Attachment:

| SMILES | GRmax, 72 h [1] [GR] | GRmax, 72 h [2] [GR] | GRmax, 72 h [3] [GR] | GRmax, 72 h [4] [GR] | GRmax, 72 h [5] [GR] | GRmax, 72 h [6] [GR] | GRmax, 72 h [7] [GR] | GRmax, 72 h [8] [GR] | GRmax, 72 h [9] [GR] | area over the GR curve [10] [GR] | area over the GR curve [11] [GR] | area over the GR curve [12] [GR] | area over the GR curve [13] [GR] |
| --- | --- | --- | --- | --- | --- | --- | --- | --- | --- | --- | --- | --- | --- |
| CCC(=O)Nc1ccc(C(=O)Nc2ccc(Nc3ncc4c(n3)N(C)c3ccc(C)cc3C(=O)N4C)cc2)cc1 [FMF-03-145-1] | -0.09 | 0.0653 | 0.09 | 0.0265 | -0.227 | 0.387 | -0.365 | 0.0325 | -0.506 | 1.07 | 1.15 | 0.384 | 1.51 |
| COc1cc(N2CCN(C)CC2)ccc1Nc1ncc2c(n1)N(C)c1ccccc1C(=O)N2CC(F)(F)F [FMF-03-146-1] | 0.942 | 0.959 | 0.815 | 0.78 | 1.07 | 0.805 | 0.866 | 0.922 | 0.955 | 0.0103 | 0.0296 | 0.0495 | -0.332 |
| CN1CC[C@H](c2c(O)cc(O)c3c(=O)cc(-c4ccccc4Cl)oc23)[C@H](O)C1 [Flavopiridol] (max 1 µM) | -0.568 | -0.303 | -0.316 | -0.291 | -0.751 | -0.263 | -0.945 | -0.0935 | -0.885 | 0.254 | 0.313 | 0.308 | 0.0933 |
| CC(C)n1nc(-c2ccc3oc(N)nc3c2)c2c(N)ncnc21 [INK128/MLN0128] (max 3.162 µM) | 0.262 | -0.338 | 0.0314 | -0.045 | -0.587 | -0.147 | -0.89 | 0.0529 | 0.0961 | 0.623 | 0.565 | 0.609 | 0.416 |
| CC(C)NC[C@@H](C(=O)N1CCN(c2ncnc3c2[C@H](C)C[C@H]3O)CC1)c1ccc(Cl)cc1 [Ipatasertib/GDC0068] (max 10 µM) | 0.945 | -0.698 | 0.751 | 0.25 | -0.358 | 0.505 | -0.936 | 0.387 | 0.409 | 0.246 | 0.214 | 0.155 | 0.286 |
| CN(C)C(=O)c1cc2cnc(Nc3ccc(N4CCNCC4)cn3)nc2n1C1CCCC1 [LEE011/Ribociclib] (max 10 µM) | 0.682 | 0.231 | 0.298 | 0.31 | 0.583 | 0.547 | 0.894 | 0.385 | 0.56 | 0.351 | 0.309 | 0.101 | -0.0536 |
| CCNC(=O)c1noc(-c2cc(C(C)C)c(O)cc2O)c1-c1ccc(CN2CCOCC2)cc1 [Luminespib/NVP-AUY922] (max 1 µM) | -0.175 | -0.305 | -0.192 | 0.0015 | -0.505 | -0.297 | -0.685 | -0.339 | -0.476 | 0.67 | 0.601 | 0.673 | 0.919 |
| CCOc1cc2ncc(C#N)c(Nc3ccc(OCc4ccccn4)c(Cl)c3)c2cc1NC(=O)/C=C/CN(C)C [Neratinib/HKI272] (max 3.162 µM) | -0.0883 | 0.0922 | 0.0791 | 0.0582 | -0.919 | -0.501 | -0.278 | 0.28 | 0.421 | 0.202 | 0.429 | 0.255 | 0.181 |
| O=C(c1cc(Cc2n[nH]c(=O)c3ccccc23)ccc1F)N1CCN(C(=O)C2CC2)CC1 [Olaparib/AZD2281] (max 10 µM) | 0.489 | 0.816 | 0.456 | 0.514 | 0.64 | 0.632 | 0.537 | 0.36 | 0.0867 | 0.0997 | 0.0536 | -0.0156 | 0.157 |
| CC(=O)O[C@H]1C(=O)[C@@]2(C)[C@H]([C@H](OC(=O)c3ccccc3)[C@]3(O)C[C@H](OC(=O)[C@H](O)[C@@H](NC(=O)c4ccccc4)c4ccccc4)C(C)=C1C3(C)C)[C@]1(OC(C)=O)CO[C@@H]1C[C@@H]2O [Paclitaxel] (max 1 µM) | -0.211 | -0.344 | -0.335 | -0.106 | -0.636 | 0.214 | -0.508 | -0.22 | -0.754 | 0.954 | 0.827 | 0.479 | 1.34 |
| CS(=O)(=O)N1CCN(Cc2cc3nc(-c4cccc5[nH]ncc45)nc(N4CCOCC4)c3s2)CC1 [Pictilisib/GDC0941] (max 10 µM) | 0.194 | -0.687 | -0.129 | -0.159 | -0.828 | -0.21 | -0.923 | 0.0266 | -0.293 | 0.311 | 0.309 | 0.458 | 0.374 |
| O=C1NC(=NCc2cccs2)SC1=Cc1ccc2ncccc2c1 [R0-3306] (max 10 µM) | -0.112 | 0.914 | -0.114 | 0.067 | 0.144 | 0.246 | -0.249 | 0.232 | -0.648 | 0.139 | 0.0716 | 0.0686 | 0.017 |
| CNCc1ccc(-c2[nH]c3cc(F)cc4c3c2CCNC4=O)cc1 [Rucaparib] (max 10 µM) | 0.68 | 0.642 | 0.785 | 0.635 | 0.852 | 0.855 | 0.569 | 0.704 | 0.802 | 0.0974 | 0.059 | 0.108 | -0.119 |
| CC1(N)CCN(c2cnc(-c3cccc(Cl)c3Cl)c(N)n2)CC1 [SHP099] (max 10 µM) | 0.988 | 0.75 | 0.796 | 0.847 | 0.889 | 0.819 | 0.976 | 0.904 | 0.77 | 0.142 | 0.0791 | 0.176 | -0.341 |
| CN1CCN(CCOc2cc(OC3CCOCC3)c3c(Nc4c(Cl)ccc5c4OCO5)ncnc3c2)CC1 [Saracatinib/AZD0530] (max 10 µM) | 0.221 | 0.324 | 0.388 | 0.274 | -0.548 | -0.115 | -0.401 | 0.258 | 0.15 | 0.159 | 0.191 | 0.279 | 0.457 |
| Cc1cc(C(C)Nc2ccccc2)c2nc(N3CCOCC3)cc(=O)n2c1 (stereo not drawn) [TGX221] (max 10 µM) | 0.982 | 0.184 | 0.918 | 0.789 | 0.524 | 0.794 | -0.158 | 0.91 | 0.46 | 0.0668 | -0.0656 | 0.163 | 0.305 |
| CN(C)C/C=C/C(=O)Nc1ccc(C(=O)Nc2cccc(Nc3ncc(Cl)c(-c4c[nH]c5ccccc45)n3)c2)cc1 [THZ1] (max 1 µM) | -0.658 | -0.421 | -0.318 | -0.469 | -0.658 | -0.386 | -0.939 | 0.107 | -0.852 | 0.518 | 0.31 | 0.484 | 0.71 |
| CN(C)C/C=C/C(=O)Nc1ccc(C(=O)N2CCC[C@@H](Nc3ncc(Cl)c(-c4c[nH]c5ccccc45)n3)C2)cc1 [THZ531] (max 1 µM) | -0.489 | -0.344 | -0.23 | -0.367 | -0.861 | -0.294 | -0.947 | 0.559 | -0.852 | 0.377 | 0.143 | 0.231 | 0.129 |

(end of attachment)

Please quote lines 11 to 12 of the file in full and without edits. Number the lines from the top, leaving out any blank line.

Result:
| O=C(c1cc(Cc2n[nH]c(=O)c3ccccc23)ccc1F)N1CCN(C(=O)C2CC2)CC1 [Olaparib/AZD2281] (max 10 µM) | 0.489 | 0.816 | 0.456 | 0.514 | 0.64 | 0.632 | 0.537 | 0.36 | 0.0867 | 0.0997 | 0.0536 | -0.0156 | 0.157 |
| CC(=O)O[C@H]1C(=O)[C@@]2(C)[C@H]([C@H](OC(=O)c3ccccc3)[C@]3(O)C[C@H](OC(=O)[C@H](O)[C@@H](NC(=O)c4ccccc4)c4ccccc4)C(C)=C1C3(C)C)[C@]1(OC(C)=O)CO[C@@H]1C[C@@H]2O [Paclitaxel] (max 1 µM) | -0.211 | -0.344 | -0.335 | -0.106 | -0.636 | 0.214 | -0.508 | -0.22 | -0.754 | 0.954 | 0.827 | 0.479 | 1.34 |